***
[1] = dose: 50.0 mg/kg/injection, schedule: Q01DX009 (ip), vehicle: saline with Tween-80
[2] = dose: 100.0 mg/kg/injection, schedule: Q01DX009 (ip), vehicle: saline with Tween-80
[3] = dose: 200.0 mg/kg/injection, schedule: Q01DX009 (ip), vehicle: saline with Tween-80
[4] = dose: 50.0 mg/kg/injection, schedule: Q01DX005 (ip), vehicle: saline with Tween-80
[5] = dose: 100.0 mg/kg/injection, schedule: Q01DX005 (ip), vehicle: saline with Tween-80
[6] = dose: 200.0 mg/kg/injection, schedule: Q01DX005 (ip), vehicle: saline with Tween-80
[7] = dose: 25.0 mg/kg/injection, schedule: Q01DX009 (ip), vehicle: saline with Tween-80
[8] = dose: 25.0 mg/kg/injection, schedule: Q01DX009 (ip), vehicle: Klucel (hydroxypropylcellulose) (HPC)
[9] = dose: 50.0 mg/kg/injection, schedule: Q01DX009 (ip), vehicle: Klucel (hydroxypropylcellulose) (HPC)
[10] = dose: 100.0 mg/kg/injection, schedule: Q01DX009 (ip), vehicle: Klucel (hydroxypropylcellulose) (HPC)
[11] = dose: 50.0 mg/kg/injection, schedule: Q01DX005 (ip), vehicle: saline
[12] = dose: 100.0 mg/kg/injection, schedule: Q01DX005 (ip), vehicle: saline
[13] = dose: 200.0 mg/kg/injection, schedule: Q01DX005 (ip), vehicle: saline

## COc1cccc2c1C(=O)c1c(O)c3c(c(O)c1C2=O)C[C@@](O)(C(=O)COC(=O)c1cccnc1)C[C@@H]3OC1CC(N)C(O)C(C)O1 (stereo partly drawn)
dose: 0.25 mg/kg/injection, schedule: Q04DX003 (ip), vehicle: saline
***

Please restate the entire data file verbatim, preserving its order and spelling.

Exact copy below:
[1] = dose: 50.0 mg/kg/injection, schedule: Q01DX009 (ip), vehicle: saline with Tween-80
[2] = dose: 100.0 mg/kg/injection, schedule: Q01DX009 (ip), vehicle: saline with Tween-80
[3] = dose: 200.0 mg/kg/injection, schedule: Q01DX009 (ip), vehicle: saline with Tween-80
[4] = dose: 50.0 mg/kg/injection, schedule: Q01DX005 (ip), vehicle: saline with Tween-80
[5] = dose: 100.0 mg/kg/injection, schedule: Q01DX005 (ip), vehicle: saline with Tween-80
[6] = dose: 200.0 mg/kg/injection, schedule: Q01DX005 (ip), vehicle: saline with Tween-80
[7] = dose: 25.0 mg/kg/injection, schedule: Q01DX009 (ip), vehicle: saline with Tween-80
[8] = dose: 25.0 mg/kg/injection, schedule: Q01DX009 (ip), vehicle: Klucel (hydroxypropylcellulose) (HPC)
[9] = dose: 50.0 mg/kg/injection, schedule: Q01DX009 (ip), vehicle: Klucel (hydroxypropylcellulose) (HPC)
[10] = dose: 100.0 mg/kg/injection, schedule: Q01DX009 (ip), vehicle: Klucel (hydroxypropylcellulose) (HPC)
[11] = dose: 50.0 mg/kg/injection, schedule: Q01DX005 (ip), vehicle: saline
[12] = dose: 100.0 mg/kg/injection, schedule: Q01DX005 (ip), vehicle: saline
[13] = dose: 200.0 mg/kg/injection, schedule: Q01DX005 (ip), vehicle: saline

## COc1cccc2c1C(=O)c1c(O)c3c(c(O)c1C2=O)C[C@@](O)(C(=O)COC(=O)c1cccnc1)C[C@@H]3OC1CC(N)C(O)C(C)O1 (stereo partly drawn)
dose: 0.25 mg/kg/injection, schedule: Q04DX003 (ip), vehicle: saline